fetch extension - use local filename from content-dispositionheader (new diff)

Martin Cracauer cracauer at cons.org
Fri Dec 30 11:28:50 PST 2005


Colin Percival wrote on Fri, Dec 30, 2005 at 10:47:46AM -0800: 
> Martin Cracauer wrote:
> > Diff on
> > http:/www.cons.org/tmp/freebsd-fetch-O2.diff
> > 
> > When discussing, keep in mind that the user has to explicity give the
> > -O option (there is no environment variable to permanently turn this
> > on) and that the implications of the -O options are very clear and
> > simple.  And that the main use of this is for folks who have to go
> > through a gazillion of Bugzilla attachments all name
> > "customer-errlog.20051220" etc, and there is no other way to download
> > them in a name-preserving manner than interactively opening them in
> > Mozilla and saving them.
> > 
> > Before we randomize the list even more I would say I'd like to hear
> > from the security officer if there is concern left.
> 
> Ask and ye shall receive. :-)
> 
> I must say that I still have some concerns about this.  In general,
> creating a file with a server-specified name is a very easy way to
> open up security problems; aside from the already-mentioned problems
> of overwriting important system files or creating dot-files, I can
> very easily imagine a script which calls fetch(1) being in the current
> directory and being overwritten maliciously.

As noted no changing of directories and I kill filenames with dots at
the beginning, not to mention the option is off by default.

How is an attacker going to figure out what the script on your side is
named, if any? In any case, the nature of this option implies directly
and in a non-surprising manner this threat to files in the local
directory.  Since this option is off by default and the user can only
find it in the manpage I don't see the "ooops" opportunity here.
Maybe a fat warning in the manpage?

> I also wonder why having an option for fetch(1) to create files with
> server-specified names is necessary.  It seems to me that the best way
> to provide the functionality you want is to add a "-H headername"
> option which instructs fetch(1) to print out the value (if any) of the
> "headername" HTTP header.  Then you could have a script download the
> file you want to a safe location, look at the Content-Disposition
> header, sanity-check it, and rename the file as appropriate.

Good point.  Putting a script around it like that is no different than
instructing my version of fetch to do a sanity check on the name and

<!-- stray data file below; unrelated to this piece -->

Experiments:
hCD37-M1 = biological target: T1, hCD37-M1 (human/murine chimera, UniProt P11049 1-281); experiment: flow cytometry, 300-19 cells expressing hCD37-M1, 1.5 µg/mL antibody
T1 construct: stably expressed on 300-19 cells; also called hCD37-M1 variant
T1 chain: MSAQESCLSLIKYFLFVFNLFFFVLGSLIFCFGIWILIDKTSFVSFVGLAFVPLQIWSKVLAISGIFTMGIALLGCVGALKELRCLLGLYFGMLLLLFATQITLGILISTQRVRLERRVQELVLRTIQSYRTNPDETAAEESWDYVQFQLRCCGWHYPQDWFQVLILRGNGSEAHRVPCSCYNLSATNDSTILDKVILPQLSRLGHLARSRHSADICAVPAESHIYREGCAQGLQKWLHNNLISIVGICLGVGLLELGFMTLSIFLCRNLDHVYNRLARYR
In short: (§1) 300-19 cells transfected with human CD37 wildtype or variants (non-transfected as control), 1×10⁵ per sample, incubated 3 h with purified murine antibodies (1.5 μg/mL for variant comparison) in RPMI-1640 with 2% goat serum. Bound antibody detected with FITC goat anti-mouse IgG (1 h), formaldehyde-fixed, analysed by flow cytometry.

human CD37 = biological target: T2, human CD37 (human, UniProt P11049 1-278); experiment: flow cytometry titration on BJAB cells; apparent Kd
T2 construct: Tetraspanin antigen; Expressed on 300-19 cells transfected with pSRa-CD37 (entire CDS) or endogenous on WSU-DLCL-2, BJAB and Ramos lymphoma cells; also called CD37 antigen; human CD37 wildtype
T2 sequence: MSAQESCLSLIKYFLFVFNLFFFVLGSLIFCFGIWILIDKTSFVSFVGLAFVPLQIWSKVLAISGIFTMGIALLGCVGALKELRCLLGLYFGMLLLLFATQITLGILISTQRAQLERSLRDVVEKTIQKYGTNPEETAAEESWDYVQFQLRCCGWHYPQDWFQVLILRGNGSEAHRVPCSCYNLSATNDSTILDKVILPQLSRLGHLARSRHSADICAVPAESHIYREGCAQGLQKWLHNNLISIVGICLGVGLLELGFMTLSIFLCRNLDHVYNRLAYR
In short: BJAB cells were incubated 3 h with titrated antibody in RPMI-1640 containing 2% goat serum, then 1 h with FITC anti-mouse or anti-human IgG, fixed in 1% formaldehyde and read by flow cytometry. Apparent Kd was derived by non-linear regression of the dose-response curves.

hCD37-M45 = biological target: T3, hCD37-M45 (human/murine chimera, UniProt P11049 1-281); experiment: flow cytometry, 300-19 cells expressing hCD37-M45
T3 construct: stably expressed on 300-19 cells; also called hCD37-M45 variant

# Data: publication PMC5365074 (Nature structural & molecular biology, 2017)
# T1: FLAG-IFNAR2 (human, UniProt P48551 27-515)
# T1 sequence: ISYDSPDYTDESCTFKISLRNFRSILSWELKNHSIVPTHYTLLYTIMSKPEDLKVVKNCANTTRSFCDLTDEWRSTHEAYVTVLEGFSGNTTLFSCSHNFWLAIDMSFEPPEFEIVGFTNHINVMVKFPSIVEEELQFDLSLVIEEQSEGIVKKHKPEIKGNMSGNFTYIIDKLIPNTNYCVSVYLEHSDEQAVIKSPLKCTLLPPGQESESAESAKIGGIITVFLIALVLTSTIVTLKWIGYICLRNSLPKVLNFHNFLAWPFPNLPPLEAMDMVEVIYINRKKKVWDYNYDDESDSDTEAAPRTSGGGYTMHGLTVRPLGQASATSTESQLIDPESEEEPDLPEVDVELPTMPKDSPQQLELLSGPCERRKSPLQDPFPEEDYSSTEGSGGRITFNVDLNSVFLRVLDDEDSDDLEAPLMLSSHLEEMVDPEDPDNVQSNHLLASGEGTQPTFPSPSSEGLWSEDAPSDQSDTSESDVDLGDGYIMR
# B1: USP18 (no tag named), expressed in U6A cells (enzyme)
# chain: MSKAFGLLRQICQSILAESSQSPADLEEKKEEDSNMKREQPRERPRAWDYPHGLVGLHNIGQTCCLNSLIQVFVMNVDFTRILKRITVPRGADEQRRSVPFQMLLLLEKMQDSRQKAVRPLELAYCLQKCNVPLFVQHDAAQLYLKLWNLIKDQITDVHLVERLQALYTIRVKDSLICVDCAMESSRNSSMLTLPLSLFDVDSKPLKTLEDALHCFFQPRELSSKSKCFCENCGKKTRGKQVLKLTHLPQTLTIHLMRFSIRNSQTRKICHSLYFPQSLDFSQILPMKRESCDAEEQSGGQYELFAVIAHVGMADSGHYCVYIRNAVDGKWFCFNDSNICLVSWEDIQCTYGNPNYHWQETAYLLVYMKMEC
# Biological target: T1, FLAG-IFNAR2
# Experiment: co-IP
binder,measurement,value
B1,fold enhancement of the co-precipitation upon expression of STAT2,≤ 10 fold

do it directly.  Except more work, more bugs, and you need to manually
find out the name of the default savefile in first place.

You see, people who don't want or need this are not affected by this
feature in fetch.  For people who need it, the integrated solution is
safer than a 30-second script, the root of many security troubles.
Just for starters, it is not realistic to assume such a script would
check for slashes or 8-bit chars which when echoed by reconfigure your
xterm.  The fetch patch does.



I still think people arguing against this are just lucky enough that
they never have to get larger amounts of files off a webserver using
generic script names in the URL and name files with
Content-Disposition.  But it is becoming more and more popular -
Bugzilla, Web forum software, Image hosting services, it's everywhere.
And this is why clients like Mozilla implement it.  In a way, using
the name of the php/cgi script which doesn't have anything to do with
the actual filename is the bogus thing to do, in particular since we
are not compatible with interactive clients.

The content-disposition header is a standard web feature that we have
no good reason to ignore (as long as we don't turn it on unless
directly user-requested).  We are just advancing with web technology,
which partly moves from explicit naming in URLs to simpler (for them)
schemes.


DES, can you be more specific in what way I break the API? As far as
libfetch is concerned, all I do is pass to the caller one more header
from the webserver, in the same manner as the other headers that are
already there.  Libfetch takes no action as a result of that header
except for possible printing of warnings.  The semantics to use the
header for saving are all in fetch the program, not libfetch.

Martin
-- 
%%%%%%%%%%%%%%%%%%%%%%%%%%%%%%%%%%%%%%%%%%%%%%%%%%%%%%%%%%%%%%%%%%%
Martin Cracauer <cracauer at cons.org>   http://www.cons.org/cracauer/
FreeBSD - where you want to go, today.      http://www.freebsd.org/


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